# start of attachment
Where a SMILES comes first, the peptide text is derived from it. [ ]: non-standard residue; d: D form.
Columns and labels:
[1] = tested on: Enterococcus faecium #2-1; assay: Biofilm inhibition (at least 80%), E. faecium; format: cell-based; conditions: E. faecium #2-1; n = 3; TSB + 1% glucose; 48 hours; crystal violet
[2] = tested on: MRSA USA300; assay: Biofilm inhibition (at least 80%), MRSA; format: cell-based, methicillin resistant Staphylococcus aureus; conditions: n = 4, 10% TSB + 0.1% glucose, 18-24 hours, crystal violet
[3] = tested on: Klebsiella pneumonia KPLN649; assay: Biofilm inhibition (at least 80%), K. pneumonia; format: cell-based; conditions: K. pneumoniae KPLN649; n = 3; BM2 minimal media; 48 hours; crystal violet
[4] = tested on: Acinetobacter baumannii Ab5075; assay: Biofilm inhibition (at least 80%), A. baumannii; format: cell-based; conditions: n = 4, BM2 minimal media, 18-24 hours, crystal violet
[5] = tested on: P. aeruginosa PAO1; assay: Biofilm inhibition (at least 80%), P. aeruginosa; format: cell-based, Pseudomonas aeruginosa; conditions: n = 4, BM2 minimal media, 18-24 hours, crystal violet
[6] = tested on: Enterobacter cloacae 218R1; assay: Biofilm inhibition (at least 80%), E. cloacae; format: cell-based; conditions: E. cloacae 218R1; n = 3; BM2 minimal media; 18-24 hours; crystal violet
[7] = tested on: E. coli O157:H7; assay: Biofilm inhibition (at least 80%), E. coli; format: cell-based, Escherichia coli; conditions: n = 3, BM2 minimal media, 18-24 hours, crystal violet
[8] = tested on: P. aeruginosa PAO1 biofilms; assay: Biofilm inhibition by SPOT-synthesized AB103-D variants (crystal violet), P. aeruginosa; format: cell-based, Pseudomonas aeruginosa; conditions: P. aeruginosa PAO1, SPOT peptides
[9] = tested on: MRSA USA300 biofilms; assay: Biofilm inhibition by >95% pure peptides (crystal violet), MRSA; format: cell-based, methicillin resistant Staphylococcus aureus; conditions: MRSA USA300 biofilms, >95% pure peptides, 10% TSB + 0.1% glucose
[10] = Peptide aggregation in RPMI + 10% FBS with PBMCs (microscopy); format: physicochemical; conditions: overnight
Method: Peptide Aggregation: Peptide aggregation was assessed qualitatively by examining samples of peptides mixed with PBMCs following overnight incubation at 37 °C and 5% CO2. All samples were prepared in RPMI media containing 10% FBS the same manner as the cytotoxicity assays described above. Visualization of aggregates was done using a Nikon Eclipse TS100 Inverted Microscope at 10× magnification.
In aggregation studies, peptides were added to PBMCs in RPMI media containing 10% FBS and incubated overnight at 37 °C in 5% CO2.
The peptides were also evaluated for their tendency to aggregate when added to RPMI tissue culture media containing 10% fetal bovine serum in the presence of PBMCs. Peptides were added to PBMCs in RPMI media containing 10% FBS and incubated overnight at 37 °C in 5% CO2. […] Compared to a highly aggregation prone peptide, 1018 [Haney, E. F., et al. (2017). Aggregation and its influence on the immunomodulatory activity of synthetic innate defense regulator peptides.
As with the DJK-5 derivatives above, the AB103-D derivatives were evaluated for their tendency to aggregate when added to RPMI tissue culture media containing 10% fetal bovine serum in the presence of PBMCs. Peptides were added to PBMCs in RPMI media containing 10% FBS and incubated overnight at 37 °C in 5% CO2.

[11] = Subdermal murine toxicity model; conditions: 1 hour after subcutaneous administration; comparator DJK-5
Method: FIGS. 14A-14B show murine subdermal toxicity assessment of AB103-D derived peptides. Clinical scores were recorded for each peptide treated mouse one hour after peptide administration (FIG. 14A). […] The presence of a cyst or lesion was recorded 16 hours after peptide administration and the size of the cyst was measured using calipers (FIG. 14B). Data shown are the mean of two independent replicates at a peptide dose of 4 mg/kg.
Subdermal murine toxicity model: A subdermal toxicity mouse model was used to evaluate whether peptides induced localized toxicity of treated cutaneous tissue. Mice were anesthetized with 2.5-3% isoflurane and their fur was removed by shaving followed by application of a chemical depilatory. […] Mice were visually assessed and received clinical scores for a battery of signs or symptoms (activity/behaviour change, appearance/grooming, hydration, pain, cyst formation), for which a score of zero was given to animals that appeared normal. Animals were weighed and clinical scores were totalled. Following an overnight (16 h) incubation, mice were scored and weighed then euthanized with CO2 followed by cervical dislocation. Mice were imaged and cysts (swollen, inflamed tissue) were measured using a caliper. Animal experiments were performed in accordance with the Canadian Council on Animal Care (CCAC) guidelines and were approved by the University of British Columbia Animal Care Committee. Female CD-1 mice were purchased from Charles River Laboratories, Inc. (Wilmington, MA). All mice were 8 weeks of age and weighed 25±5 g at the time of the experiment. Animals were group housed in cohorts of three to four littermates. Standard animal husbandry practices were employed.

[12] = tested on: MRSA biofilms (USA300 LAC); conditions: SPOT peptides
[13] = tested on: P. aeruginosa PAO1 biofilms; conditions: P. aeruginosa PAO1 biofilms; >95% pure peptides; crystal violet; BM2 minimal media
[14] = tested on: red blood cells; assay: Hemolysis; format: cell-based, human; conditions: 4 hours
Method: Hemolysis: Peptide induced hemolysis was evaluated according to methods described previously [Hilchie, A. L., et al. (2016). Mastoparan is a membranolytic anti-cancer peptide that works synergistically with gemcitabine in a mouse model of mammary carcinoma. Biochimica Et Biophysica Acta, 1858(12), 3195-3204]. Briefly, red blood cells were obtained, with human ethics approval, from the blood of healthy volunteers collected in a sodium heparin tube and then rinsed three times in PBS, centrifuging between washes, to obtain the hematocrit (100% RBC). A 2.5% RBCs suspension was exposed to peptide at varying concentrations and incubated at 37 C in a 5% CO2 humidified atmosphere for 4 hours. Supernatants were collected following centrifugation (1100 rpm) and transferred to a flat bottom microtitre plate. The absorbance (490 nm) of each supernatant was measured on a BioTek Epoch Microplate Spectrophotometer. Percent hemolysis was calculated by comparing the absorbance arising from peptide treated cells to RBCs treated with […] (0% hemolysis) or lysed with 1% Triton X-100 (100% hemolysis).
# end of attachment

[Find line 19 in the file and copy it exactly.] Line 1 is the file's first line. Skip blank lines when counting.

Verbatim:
Subdermal murine toxicity model: A subdermal toxicity mouse model was used to evaluate whether peptides induced localized toxicity of treated cutaneous tissue. Mice were anesthetized with 2.5-3% isoflurane and their fur was removed by shaving followed by application of a chemical depilatory. […] Mice were visually assessed and received clinical scores for a battery of signs or symptoms (activity/behaviour change, appearance/grooming, hydration, pain, cyst formation), for which a score of zero was given to animals that appeared normal. Animals were weighed and clinical scores were totalled. Following an overnight (16 h) incubation, mice were scored and weighed then euthanized with CO2 followed by cervical dislocation. Mice were imaged and cysts (swollen, inflamed tissue) were measured using a caliper. Animal experiments were performed in accordance with the Canadian Council on Animal Care (CCAC) guidelines and were approved by the University of British Columbia Animal Care Committee. Female CD-1 mice were purchased from Charles River Laboratories, Inc. (Wilmington, MA). All mice were 8 weeks of age and weighed 25±5 g at the time of the experiment. Animals were group housed in cohorts of three to four littermates. Standard animal husbandry practices were employed.